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A Smooth-running Organization Administrative Staff

DE 152 00Mary E. Osgood, ca. 1940.

Mary Elizabeth Osgood joined the Bureau of Business Research in 1912 after graduating from Simmons College in 1909. She was the School’s first woman grader of written reports. In 1941, Osgood became Secretary of the School and oversaw all day-to-day administrative operations.

DE 150 00Case assembly, ca. 1960.

Pioneered by Harvard Business School faculty in the 1920s, the case method of teaching is fundamental to the HBS curriculum. The administrative staff traditionally has been responsible for organizing, assembling, and distributing cases.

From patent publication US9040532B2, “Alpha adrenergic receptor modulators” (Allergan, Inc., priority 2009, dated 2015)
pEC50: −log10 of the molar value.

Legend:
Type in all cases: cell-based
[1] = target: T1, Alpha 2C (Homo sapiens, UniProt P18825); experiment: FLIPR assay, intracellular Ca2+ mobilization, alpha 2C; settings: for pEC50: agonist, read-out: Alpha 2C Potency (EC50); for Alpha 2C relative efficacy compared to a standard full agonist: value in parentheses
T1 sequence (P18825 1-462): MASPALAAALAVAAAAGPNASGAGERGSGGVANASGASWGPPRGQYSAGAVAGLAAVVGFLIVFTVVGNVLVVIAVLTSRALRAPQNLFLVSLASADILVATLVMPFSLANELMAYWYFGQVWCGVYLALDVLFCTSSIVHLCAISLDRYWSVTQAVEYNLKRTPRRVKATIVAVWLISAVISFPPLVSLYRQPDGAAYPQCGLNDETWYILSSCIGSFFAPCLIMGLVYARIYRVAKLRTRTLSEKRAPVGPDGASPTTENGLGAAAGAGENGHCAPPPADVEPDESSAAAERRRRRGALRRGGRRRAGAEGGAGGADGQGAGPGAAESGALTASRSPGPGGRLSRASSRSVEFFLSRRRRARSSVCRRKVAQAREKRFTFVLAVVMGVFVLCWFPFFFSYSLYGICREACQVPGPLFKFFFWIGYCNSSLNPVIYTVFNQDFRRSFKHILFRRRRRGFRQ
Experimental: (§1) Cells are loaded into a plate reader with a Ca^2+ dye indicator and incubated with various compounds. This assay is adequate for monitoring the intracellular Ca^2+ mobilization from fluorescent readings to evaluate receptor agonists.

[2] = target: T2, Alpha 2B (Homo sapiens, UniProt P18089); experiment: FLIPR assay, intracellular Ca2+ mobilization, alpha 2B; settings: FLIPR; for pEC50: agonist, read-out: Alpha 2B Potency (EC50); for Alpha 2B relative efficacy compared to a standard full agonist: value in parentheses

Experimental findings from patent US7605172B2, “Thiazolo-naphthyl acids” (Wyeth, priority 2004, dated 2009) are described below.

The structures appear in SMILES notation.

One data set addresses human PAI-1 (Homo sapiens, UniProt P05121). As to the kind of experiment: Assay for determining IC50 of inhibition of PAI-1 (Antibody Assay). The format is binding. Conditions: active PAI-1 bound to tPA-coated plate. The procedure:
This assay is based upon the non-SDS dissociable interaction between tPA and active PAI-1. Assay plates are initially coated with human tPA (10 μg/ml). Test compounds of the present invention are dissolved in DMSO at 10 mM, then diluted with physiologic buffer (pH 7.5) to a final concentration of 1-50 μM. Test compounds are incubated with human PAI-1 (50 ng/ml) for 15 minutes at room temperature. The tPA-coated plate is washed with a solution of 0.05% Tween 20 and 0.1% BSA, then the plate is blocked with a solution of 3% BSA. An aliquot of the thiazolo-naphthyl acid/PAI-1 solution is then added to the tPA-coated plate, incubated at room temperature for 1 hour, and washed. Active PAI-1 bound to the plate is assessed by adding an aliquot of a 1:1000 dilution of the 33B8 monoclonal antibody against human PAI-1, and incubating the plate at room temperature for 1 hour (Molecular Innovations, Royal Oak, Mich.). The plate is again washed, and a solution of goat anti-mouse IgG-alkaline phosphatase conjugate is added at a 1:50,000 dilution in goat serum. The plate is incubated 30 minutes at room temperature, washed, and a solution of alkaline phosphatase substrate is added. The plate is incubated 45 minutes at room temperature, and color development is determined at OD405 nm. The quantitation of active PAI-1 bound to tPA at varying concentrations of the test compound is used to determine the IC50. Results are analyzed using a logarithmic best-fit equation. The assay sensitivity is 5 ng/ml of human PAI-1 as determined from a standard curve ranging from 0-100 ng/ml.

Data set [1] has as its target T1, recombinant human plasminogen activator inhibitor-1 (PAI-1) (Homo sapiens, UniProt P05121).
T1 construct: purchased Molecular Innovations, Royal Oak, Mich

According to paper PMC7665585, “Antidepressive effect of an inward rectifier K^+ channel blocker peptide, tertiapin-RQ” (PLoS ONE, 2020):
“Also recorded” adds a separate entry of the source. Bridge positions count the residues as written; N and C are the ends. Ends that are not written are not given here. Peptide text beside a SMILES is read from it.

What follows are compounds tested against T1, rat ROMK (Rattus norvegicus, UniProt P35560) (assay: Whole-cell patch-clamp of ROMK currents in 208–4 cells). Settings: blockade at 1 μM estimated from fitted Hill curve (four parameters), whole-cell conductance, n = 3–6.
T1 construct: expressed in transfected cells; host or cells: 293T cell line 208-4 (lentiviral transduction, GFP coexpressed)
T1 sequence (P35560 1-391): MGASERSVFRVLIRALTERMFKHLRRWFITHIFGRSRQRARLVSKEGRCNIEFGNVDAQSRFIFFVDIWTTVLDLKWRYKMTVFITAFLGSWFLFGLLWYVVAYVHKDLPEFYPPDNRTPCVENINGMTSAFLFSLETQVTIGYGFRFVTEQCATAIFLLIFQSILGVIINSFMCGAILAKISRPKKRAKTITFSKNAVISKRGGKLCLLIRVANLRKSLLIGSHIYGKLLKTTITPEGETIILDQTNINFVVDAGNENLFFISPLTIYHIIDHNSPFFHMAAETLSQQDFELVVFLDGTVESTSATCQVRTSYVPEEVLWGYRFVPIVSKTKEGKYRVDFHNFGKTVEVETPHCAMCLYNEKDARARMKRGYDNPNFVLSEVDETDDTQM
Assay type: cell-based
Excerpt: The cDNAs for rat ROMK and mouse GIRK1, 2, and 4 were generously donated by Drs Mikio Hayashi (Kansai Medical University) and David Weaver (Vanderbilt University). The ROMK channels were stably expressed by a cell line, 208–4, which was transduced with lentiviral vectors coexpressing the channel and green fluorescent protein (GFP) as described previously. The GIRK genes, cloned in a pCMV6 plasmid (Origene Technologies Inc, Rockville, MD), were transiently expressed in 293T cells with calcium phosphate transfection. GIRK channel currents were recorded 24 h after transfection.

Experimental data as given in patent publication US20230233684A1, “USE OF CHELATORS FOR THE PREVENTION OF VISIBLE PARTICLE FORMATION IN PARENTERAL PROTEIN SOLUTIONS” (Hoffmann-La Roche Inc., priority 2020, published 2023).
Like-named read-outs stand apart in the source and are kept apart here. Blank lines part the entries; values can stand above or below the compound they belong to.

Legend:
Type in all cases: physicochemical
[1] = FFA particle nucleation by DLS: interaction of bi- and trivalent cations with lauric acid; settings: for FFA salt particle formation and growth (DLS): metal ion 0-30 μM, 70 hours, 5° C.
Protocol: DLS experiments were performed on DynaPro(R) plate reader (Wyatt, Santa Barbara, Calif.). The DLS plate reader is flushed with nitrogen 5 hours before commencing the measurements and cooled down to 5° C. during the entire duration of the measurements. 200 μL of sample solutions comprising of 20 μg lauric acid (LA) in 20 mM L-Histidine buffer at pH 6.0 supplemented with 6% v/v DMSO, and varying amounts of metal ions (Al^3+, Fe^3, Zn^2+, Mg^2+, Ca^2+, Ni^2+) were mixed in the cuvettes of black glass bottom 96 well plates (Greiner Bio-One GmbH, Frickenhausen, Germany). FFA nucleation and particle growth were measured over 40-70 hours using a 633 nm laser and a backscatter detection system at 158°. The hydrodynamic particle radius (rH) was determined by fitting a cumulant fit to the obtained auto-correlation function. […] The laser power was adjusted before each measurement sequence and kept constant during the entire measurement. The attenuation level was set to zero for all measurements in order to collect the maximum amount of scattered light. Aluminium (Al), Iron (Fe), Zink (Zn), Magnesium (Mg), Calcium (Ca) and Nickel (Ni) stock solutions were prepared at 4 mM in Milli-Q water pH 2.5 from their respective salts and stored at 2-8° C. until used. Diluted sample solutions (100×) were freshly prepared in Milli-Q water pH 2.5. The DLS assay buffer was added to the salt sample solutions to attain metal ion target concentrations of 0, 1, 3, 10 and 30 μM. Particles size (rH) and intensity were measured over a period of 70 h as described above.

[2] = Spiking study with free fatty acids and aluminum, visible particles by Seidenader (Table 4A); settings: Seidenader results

DE 153 00Baker Library circulation desk, ca. 1940.

HBS professor and historian Melvin Copeland noted the contribution of the Baker Library staff: “The Library personnel, it should be noted, has included not a few of the women who have contributed so loyally and effectively to the development of the School.”12 Women staff members at Baker edited the publication Business Literature: A Reading List for Students and Businessmen in the 1950s and 60s and authored publications such as Some Medici Manuscripts, published in 1929.

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Jeffrey L. Cruikshank, A Delicate Experiment: The Harvard Business School: 1908-1945 (Boston, Mass: Harvard Business School Press, 1987), p. 141.

© 2008 President and Fellows of Harvard College